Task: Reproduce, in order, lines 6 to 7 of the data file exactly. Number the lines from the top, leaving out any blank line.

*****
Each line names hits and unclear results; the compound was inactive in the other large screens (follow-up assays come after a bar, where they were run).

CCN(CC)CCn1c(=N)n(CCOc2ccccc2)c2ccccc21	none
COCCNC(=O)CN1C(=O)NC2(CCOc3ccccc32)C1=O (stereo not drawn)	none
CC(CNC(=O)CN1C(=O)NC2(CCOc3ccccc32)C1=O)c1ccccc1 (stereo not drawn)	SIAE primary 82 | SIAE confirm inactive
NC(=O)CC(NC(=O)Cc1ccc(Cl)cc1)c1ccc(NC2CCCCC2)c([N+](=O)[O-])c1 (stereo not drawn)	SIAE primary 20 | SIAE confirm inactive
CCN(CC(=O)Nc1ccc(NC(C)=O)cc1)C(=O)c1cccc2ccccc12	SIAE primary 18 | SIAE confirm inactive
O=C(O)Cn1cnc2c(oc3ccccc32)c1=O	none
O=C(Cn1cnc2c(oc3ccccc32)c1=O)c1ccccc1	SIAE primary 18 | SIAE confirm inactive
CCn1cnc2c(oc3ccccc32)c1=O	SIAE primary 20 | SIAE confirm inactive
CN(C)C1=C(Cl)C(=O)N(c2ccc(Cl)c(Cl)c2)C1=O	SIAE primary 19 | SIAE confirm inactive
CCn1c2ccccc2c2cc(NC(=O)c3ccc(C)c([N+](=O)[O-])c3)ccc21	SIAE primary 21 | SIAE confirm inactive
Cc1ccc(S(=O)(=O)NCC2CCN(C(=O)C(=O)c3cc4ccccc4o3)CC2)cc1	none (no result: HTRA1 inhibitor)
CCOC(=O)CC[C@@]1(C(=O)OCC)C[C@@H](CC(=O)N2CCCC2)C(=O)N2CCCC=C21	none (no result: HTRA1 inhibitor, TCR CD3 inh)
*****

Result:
CCN(CC(=O)Nc1ccc(NC(C)=O)cc1)C(=O)c1cccc2ccccc12	SIAE primary 18 | SIAE confirm inactive
O=C(O)Cn1cnc2c(oc3ccccc32)c1=O	none